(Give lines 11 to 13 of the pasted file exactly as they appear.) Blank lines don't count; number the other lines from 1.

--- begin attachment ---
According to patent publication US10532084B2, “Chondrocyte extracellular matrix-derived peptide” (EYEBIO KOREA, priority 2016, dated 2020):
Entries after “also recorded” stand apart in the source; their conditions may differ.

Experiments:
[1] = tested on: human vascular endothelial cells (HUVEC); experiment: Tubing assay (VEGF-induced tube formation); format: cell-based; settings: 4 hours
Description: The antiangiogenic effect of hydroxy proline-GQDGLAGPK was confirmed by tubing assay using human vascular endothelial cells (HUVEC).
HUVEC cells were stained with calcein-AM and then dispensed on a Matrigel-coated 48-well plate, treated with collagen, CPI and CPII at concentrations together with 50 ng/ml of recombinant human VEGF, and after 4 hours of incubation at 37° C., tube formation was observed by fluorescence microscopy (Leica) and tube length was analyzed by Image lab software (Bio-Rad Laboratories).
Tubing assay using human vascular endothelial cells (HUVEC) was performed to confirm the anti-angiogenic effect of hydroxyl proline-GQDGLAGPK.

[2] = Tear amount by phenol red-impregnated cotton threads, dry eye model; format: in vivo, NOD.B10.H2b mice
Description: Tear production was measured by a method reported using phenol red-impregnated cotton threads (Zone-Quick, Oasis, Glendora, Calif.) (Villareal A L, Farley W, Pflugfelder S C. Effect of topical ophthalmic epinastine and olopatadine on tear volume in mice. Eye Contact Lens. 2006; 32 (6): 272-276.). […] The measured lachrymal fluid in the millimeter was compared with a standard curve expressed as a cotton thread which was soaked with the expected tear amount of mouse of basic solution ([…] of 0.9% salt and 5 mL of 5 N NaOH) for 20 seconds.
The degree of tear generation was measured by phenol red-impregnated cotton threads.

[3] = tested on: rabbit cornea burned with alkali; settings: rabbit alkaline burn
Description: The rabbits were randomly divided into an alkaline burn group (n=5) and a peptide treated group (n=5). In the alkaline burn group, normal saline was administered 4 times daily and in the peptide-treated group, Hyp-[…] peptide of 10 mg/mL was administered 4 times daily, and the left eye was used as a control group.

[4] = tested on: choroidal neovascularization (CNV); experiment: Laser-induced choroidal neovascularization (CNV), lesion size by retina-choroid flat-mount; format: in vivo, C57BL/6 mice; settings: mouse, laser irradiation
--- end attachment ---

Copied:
[3] = tested on: rabbit cornea burned with alkali; settings: rabbit alkaline burn
Description: The rabbits were randomly divided into an alkaline burn group (n=5) and a peptide treated group (n=5). In the alkaline burn group, normal saline was administered 4 times daily and in the peptide-treated group, Hyp-[…] peptide of 10 mg/mL was administered 4 times daily, and the left eye was used as a control group.

[4] = tested on: choroidal neovascularization (CNV); experiment: Laser-induced choroidal neovascularization (CNV), lesion size by retina-choroid flat-mount; format: in vivo, C57BL/6 mice; settings: mouse, laser irradiation